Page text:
In April the conservative magazine The Weekly Standard published a five-page cover story called “HOT and Bothered,” which characterized the express toll lanes project on the Capital Beltway (I-495) as “another nightmare from the suburbs-hating traffic planners.” The article grossly misrepresented how this Fluor/Transurban toll concession project came about, and also attacked the principle of express toll lanes as horribly elitist: the cover illustration showed an overhead sign separating traffic into “Express Lanes” and “Riff-Raff.”
You might think a conservative magazine would favor ideas like market pricing and infrastructure privatization-but not in this case. Author Jonathan Last portrayed the concession as an example of “crony capitalism,” completely misunderstanding how Virginia’s Public Private Transportation Act works. He characterized the deal as yielding “privatized profits and socialized losses,” ignoring the shift of both construction cost risk and traffic & revenue risk to the concession company. And he claimed that most of the money invested in the project was from “taxpayers,” not the private sector, by counting only the equity investment as private-even though Fluor/Transurban is fully at risk for debt service on the private activity bonds and a Transportation Infrastructure Finance and Innovation Act (TIFIA) loan.
Where do these ideas come from? I’ve been researching this subject for a chapter in my forthcoming book on 21st Century Highways. My research has found a growing network of grass-roots, right-wing populist groups opposing tolling and public-private partnership (P3) concessions. One of the originators of many bogus arguments on these subjects is a San Antonio housewife, Terri Hall, founder of the group TURF (Texans United for Reform and Freedom). Her efforts helped bring about a two-year moratorium on concessions in Texas in 2007. This year she led a successful effort to change the platform of the Texas GOP from pro-tolls to anti-tolls. And her anti-tolls, anti-P3 agitation appears to have swayed GOP gubernatorial candidate Greg Abbott (the likely successor to pro-tolls Rick Perry) to adopt anti-toll positions.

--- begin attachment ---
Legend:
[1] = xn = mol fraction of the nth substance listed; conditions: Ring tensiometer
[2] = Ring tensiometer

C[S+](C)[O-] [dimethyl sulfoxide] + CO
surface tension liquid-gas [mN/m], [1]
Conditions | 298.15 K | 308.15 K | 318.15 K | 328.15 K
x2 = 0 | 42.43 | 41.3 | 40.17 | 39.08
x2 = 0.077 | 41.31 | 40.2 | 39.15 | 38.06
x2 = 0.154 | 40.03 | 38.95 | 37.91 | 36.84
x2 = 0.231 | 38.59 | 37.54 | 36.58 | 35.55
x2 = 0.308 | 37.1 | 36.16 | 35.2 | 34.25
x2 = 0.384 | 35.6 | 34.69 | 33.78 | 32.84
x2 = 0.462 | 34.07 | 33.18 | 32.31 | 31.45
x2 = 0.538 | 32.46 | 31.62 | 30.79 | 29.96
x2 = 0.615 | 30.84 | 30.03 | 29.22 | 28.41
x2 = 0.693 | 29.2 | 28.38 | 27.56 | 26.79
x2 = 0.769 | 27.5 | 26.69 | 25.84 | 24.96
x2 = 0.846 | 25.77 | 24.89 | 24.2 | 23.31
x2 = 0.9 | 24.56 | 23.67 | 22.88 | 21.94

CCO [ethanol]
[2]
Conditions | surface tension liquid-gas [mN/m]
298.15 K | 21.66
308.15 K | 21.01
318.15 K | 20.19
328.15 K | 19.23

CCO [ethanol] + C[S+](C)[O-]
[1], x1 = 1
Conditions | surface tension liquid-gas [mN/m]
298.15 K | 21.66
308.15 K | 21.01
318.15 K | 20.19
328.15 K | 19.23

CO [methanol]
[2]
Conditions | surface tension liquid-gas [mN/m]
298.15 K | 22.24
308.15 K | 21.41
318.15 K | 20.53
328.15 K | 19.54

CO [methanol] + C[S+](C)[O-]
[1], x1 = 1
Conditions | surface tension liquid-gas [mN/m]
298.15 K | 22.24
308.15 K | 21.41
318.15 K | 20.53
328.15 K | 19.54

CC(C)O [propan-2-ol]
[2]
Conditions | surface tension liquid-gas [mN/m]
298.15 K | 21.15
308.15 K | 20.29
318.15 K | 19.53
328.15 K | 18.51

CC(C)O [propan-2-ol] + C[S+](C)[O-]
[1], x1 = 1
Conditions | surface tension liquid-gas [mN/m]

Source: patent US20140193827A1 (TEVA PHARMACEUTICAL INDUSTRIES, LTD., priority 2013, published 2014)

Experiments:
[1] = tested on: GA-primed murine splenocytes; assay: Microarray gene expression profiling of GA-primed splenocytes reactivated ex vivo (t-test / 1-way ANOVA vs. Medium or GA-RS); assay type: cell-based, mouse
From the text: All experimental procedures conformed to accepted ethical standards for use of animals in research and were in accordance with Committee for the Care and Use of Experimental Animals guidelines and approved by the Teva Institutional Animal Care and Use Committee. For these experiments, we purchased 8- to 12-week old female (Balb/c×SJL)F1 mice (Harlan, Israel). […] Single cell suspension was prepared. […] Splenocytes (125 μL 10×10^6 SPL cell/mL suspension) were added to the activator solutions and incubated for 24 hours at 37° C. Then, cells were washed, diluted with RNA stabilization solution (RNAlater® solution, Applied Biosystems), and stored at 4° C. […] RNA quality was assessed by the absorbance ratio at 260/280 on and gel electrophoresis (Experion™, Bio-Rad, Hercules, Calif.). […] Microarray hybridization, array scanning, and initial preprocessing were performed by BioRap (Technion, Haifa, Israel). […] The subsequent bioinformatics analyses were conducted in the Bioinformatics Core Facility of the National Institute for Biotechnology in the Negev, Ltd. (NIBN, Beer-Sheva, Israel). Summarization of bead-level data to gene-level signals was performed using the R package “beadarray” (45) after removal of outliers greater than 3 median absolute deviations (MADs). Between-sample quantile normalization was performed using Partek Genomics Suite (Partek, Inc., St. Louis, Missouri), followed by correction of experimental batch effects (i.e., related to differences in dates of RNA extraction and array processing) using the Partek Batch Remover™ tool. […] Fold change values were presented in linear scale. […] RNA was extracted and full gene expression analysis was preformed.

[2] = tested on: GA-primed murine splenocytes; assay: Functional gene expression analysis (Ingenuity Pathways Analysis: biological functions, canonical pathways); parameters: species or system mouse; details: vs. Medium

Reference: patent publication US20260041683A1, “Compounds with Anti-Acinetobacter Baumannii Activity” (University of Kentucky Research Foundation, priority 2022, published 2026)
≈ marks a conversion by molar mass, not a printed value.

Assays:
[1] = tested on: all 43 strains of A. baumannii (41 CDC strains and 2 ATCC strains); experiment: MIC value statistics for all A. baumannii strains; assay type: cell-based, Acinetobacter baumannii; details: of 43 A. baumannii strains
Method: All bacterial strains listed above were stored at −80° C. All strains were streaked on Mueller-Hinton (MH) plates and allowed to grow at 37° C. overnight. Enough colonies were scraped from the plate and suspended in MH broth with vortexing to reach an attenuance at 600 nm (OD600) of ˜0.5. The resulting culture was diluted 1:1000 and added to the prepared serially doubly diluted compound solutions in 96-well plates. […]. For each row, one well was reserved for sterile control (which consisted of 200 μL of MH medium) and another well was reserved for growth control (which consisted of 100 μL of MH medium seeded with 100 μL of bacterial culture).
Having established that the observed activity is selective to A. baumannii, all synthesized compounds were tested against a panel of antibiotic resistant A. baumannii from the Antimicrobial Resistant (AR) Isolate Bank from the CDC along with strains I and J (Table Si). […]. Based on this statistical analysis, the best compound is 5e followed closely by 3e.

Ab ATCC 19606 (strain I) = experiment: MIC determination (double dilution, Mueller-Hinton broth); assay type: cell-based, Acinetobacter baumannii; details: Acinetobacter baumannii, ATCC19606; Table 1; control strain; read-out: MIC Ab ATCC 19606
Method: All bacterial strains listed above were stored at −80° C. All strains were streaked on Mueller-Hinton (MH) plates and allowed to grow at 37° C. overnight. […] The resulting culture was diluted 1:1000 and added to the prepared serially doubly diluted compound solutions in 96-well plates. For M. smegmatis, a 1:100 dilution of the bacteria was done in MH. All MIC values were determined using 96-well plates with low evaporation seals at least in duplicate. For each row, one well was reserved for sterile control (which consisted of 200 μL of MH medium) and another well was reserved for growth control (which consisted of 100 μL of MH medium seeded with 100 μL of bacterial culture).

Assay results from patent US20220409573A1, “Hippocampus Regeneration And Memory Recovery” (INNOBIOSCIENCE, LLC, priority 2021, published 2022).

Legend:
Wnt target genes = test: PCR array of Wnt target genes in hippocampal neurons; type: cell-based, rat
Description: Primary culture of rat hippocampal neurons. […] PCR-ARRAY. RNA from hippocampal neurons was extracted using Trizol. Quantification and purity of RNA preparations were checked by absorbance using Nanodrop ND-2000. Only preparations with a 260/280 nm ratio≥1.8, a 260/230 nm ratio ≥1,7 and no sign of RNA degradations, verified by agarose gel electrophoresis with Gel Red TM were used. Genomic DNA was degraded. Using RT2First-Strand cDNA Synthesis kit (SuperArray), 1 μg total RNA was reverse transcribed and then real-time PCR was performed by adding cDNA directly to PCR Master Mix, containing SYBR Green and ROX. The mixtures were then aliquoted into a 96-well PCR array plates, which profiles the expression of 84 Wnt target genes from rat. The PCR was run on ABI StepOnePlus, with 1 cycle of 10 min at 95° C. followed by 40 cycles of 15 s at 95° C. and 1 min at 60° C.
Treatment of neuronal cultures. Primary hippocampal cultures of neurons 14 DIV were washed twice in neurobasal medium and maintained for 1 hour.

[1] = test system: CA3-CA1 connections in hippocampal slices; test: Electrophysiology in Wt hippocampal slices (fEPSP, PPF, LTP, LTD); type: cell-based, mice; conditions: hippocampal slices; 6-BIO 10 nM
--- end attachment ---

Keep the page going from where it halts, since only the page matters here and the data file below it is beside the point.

But Terri Hall’s grass-roots activism has consequences far beyond Texas. Similar right-wing populist groups are actively opposing P3s and tolling in Florida, Georgia, and North Carolina. Each is also led by a crusading housewife, and their websites use many of the same terms (toll-tax, crony capitalism), arguments (abridging state sovereignty, most of the funding is from taxpayers, etc.) and materials (such as the video “Truth Be Tolled”). When Georgia Gov. Nathan Deal terminated in mid-procurement the P3 concession for Atlanta’s West by Northwest express toll lanes project, it was the state sovereignty issue that he cited. The North Carolina group (whose website is called P3times.com) campaigned hard against the I-77 express toll lanes project, fortunately without succeeding.